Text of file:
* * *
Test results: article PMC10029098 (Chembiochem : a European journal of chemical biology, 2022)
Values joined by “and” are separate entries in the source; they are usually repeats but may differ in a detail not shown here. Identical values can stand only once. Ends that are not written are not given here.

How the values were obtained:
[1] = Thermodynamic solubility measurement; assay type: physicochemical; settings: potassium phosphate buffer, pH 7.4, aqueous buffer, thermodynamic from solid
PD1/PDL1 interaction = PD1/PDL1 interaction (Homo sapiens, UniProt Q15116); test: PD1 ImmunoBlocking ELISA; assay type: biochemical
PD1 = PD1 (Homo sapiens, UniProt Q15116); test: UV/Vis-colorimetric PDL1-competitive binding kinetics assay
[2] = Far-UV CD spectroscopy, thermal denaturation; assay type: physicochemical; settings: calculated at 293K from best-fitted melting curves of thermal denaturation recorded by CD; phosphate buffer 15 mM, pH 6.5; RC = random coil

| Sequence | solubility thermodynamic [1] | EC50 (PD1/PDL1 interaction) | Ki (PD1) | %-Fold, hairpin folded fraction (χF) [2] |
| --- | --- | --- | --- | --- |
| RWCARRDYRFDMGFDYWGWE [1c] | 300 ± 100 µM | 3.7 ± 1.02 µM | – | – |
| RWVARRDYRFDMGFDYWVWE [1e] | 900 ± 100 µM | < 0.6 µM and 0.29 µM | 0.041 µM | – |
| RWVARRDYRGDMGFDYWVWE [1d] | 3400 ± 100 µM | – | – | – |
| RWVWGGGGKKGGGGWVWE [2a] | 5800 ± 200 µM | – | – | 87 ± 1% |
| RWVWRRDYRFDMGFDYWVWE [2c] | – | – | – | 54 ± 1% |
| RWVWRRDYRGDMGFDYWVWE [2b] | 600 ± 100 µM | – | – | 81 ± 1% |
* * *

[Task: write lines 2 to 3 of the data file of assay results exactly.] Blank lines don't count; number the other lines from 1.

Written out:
Values joined by “and” are separate entries in the source; they are usually repeats but may differ in a detail not shown here. Identical values can stand only once. Ends that are not written are not given here.

How the values were obtained: